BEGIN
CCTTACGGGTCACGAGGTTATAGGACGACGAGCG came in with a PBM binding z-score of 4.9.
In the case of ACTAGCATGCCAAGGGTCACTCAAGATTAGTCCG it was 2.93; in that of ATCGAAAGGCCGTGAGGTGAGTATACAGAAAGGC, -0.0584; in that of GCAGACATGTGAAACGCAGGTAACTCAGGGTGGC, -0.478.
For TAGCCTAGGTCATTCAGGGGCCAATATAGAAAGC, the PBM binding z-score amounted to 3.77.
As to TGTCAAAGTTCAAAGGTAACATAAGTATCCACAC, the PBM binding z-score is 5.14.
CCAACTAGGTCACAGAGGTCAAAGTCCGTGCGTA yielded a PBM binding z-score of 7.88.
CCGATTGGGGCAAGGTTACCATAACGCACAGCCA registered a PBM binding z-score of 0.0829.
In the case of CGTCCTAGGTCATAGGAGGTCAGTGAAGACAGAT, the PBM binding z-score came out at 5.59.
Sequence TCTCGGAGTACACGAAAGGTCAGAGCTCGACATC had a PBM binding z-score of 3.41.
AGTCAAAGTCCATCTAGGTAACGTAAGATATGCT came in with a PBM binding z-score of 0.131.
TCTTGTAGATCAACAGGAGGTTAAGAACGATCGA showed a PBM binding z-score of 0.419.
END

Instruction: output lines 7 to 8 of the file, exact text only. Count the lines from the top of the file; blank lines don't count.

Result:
In the case of CGTCCTAGGTCATAGGAGGTCAGTGAAGACAGAT, the PBM binding z-score came out at 5.59.
Sequence TCTCGGAGTACACGAAAGGTCAGAGCTCGACATC had a PBM binding z-score of 3.41.